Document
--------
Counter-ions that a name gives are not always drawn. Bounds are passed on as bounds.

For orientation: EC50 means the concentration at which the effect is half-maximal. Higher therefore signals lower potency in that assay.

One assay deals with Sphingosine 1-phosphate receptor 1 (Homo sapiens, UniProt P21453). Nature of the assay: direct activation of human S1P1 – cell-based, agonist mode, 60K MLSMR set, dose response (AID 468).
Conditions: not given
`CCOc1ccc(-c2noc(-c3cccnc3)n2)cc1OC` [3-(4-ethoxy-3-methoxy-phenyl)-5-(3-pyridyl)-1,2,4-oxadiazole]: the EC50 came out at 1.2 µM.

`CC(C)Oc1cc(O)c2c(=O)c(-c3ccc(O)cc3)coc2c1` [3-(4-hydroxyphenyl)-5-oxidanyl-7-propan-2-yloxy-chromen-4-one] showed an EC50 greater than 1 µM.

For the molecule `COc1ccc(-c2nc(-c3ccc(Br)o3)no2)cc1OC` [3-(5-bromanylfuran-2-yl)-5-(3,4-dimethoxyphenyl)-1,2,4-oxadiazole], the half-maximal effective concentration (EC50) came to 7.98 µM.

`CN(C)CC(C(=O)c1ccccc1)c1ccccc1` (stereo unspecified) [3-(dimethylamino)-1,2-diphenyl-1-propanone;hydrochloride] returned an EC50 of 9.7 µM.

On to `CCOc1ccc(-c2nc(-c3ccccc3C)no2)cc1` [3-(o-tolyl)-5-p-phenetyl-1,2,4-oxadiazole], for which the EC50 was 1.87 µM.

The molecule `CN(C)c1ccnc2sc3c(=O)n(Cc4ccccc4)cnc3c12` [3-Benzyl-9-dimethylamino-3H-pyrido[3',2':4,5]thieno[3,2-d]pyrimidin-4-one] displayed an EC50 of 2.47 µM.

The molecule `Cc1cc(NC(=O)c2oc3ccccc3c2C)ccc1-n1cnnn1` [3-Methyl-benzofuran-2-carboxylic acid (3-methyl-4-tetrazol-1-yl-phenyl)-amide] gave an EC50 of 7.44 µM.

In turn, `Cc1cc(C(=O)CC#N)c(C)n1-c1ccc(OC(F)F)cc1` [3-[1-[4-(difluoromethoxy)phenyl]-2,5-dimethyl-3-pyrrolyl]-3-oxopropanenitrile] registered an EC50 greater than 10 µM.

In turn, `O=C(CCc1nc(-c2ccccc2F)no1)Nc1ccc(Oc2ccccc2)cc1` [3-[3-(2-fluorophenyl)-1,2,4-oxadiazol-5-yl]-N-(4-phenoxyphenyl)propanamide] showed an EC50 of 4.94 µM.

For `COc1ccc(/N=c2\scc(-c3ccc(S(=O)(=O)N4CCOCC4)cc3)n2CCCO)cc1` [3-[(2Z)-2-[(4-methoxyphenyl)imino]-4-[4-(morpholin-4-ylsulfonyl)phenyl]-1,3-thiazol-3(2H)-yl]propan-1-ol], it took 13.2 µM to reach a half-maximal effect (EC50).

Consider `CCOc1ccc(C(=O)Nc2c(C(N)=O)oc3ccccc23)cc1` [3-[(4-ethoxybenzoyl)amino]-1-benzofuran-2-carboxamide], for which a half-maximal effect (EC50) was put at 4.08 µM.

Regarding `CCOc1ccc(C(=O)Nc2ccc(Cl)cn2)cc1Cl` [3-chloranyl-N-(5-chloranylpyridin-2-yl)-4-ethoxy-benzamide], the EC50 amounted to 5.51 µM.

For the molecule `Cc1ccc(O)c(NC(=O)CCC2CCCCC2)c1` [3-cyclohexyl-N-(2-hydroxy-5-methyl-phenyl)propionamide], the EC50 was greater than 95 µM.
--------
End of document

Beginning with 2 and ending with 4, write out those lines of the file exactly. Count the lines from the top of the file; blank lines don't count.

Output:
For orientation: EC50 means the concentration at which the effect is half-maximal. Higher therefore signals lower potency in that assay.

One assay deals with Sphingosine 1-phosphate receptor 1 (Homo sapiens, UniProt P21453). Nature of the assay: direct activation of human S1P1 – cell-based, agonist mode, 60K MLSMR set, dose response (AID 468).
Conditions: not given